When you think about the behaviors you want to put on command, take some things into consideration. Are the commands going to be easy to remember and natural to use? Which language would you prefer?
Put together a list of commands for particular behaviors so there is consistency throughout your household. If you are fostering a dog, give this list to the family adopting your foster dog.

Here are commands I commonly use:
Sit—“Sit”

Lying Down—“Down”

Getting off Furniture—“Off”

Coming—“Come”

Walking Nicely on Leash—“With me”

Stay—“Stay”

Leaving an Object Alone—“Leave It”

Permission Word—“Okay”

Getting in the Car—“Load Up”

Getting in the Crate—“Crate”

Lying Down on a Bed—“Bed”

Permission to get on Furniture—“Couch”

Look at Me—The dog’s name

Your list may be longer and should contain every behavior you want to put on command, including tricks. Be sure everyone in the household is using the same commands so the dog is not confused and frustrated.
Dogs do not understand our language but they do learn to associate certain words with different actions, and can also learn body language and hand signals. If you choose to do hand signals, mix them with the oral commands and add them to your list.

Once you have marked a behavior consistently and your dog understands that offering that behavior earns a reward, you can put a command with it. Continue to mark the behavior just as you have been but now you will time the behavior with the command. Here is how to do this properly:

1. You see your dog about to put his rear-end on the floor. During the action, say the command for “sit.”

2. Once your dog completes the behavior, acknowledge and reward.  Do not show a treat to your dog to get him to comply.  This is luring, not rewarding.

3. While you are rewarding your dog, feel free to repeat the command only to give your dog another opportunity to hear it. You are not saying at this point to get him to comply (for instance, “Fido, good sit!”).

Once you think your dog understands the command, test it. Testing should occur at a different time than the association exercise. Give the command before your dog does the behavior and wait at least five seconds to see if he responds. If he does not respond within five seconds then he probably does not have the association and you need to go back to that step. The faster he responds the better he understands.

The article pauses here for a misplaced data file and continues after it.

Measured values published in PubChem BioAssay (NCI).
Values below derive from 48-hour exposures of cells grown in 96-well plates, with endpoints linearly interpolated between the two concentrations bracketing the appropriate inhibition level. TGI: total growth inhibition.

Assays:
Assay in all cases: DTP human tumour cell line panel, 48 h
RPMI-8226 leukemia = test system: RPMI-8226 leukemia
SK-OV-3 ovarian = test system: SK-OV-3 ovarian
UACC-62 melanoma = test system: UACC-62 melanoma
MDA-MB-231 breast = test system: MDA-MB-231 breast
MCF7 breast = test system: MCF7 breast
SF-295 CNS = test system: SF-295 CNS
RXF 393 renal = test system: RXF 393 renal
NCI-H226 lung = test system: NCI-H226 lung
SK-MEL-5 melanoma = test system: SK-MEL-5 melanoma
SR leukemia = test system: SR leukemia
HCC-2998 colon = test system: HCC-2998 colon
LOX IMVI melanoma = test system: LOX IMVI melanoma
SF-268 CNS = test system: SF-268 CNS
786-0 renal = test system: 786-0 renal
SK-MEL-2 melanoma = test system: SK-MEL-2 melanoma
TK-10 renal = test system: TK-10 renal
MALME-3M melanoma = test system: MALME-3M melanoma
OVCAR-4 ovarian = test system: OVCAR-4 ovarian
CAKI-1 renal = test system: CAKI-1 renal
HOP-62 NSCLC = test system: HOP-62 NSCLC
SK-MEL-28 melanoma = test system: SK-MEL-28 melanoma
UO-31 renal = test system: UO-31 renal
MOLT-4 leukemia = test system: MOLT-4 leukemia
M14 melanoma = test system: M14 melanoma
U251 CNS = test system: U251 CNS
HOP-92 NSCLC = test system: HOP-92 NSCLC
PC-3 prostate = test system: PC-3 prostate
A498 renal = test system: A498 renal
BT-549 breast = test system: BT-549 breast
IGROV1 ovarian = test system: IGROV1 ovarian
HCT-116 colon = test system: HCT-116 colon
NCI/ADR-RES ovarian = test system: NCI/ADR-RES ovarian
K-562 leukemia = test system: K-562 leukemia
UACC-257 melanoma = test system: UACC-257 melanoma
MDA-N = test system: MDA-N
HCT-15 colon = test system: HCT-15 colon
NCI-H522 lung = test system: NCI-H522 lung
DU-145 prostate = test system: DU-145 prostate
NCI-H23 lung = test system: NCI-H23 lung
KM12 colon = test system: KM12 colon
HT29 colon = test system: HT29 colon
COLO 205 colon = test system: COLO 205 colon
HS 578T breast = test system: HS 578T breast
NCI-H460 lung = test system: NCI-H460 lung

If your dog is consistently responding to a command, it is time to change the way you reward it. This process teaches your dog that he must listen to your command to earn the reward and not just offer the behavior when convenient. When the behavior is offered without a command, still acknowledge it, but do not offer a food reward. Food rewards will now only come when the dog responds to a command within five seconds.

Your final step to teaching the command is to vary the reward. This will take place once the dog is consistently responding to your command. The varying of the reward will now take place whether you ask your dog to do a behavior or if he offers it randomly. Consider yourself a slot machine. You want your dog to “pull the lever” over and over again to see if he can win. The variable reinforcement schedule will cause the behavior to be stronger and more likely to occur.

If you are positive your dog understands a command, but will not offer it after five seconds, try again. If he still will not offer the behavior after another five seconds, put him in time-out for thirty seconds.

Your dog may respond well in a controlled environment but when you are in public the distractions may get in the way. Instead of responding quickly he may take a few seconds longer, which is very natural. If he knows the command consistently then you can begin to put the two-command rule in place. Whatever you do, do not change your behavior by changing your tone or your body position. Also, do not physically touch the dog or use an aversive (choke collar/shock collar/etc.) to get him to respond. Reward with food the first several times your dog responds out in public.

Some dogs learn faster than others, so be patient. The more commands you teach your dog the faster he will respond.